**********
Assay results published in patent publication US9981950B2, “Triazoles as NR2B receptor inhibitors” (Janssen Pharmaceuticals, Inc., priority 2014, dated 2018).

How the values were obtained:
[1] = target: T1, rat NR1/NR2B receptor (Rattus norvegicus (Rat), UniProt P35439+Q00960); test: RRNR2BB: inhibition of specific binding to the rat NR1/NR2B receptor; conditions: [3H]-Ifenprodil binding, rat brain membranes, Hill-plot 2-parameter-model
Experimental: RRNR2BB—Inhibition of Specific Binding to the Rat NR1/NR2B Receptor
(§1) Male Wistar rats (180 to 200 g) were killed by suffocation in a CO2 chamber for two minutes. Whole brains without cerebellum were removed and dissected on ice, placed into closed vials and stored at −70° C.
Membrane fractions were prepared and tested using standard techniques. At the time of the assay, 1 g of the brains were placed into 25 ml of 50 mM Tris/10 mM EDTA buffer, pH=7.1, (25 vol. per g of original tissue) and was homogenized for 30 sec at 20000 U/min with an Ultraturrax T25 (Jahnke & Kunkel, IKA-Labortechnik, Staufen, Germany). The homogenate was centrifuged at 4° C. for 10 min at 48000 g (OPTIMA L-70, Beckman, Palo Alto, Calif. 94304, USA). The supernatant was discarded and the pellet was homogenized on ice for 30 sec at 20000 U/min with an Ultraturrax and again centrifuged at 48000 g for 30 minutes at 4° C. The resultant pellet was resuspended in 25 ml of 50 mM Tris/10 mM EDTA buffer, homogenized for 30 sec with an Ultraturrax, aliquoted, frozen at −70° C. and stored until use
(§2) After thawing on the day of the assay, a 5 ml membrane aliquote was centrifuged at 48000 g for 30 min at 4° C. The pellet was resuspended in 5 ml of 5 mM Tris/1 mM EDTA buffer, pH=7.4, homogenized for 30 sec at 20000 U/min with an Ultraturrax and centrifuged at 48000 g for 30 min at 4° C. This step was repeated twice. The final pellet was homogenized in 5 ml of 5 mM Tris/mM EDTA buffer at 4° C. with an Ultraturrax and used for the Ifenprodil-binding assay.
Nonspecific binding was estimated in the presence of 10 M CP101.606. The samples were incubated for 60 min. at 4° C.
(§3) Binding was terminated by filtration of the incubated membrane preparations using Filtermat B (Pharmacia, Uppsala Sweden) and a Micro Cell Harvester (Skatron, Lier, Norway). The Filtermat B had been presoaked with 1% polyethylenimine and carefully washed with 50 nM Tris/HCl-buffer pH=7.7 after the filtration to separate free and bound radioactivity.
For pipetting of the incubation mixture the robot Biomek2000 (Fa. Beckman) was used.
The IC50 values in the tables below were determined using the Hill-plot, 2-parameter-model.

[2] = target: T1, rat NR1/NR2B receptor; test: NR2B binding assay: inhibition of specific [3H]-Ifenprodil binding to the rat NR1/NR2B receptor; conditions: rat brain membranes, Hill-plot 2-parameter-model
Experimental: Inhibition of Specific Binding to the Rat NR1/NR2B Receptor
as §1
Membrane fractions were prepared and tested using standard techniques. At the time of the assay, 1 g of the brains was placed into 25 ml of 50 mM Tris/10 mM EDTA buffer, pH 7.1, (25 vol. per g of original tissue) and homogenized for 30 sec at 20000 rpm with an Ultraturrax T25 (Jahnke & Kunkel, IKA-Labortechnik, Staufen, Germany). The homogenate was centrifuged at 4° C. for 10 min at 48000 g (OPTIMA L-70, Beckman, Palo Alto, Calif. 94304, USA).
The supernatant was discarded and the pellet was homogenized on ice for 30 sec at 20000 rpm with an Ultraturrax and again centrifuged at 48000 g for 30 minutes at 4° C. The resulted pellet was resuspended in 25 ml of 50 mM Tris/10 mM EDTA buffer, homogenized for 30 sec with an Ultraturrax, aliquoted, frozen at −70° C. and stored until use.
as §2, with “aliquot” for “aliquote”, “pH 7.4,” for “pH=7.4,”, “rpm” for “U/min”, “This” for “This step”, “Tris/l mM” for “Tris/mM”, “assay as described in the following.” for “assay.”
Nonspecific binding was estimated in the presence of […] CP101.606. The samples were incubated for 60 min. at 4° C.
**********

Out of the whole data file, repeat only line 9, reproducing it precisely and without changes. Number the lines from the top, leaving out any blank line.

(§3) Binding was terminated by filtration of the incubated membrane preparations using Filtermat B (Pharmacia, Uppsala Sweden) and a Micro Cell Harvester (Skatron, Lier, Norway). The Filtermat B had been presoaked with 1% polyethylenimine and carefully washed with 50 nM Tris/HCl-buffer pH=7.7 after the filtration to separate free and bound radioactivity.